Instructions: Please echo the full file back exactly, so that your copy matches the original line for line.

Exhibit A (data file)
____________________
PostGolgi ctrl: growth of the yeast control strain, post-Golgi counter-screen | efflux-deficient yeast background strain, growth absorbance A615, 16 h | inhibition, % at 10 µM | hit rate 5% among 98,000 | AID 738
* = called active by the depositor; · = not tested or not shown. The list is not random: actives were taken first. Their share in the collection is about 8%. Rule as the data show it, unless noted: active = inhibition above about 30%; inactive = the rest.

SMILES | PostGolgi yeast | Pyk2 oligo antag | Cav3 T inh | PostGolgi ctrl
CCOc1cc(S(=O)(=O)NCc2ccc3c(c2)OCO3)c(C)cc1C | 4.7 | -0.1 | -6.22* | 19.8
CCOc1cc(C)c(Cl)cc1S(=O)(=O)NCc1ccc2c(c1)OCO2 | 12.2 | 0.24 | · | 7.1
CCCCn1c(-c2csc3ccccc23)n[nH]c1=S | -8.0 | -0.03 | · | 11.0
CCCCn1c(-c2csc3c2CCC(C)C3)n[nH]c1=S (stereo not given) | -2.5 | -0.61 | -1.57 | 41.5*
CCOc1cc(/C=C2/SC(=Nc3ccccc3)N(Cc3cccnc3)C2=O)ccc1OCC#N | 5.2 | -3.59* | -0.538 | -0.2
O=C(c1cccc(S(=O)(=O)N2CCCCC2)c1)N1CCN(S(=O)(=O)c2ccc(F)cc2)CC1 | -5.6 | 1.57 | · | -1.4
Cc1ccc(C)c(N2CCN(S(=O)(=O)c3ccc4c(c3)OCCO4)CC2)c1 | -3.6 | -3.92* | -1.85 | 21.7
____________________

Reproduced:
PostGolgi ctrl: growth of the yeast control strain, post-Golgi counter-screen | efflux-deficient yeast background strain, growth absorbance A615, 16 h | inhibition, % at 10 µM | hit rate 5% among 98,000 | AID 738
* = called active by the depositor; · = not tested or not shown. The list is not random: actives were taken first. Their share in the collection is about 8%. Rule as the data show it, unless noted: active = inhibition above about 30%; inactive = the rest.

SMILES | PostGolgi yeast | Pyk2 oligo antag | Cav3 T inh | PostGolgi ctrl
CCOc1cc(S(=O)(=O)NCc2ccc3c(c2)OCO3)c(C)cc1C | 4.7 | -0.1 | -6.22* | 19.8
CCOc1cc(C)c(Cl)cc1S(=O)(=O)NCc1ccc2c(c1)OCO2 | 12.2 | 0.24 | · | 7.1
CCCCn1c(-c2csc3ccccc23)n[nH]c1=S | -8.0 | -0.03 | · | 11.0
CCCCn1c(-c2csc3c2CCC(C)C3)n[nH]c1=S (stereo not given) | -2.5 | -0.61 | -1.57 | 41.5*
CCOc1cc(/C=C2/SC(=Nc3ccccc3)N(Cc3cccnc3)C2=O)ccc1OCC#N | 5.2 | -3.59* | -0.538 | -0.2
O=C(c1cccc(S(=O)(=O)N2CCCCC2)c1)N1CCN(S(=O)(=O)c2ccc(F)cc2)CC1 | -5.6 | 1.57 | · | -1.4
Cc1ccc(C)c(N2CCN(S(=O)(=O)c3ccc4c(c3)OCCO4)CC2)c1 | -3.6 | -3.92* | -1.85 | 21.7